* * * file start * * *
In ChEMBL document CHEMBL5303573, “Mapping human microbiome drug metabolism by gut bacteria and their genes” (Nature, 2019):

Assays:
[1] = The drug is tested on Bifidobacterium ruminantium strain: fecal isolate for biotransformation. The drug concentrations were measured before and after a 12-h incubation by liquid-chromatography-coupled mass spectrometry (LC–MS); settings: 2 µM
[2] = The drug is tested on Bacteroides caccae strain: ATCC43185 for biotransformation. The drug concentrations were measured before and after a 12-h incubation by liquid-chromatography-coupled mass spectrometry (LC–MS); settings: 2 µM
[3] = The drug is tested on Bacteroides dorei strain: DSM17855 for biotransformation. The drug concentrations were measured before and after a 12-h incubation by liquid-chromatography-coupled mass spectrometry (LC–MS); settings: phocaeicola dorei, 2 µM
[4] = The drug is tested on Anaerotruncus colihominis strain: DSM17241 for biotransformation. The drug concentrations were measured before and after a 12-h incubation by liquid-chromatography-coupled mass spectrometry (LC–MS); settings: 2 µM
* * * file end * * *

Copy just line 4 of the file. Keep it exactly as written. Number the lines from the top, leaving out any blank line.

[2] = The drug is tested on Bacteroides caccae strain: ATCC43185 for biotransformation. The drug concentrations were measured before and after a 12-h incubation by liquid-chromatography-coupled mass spectrometry (LC–MS); settings: 2 µM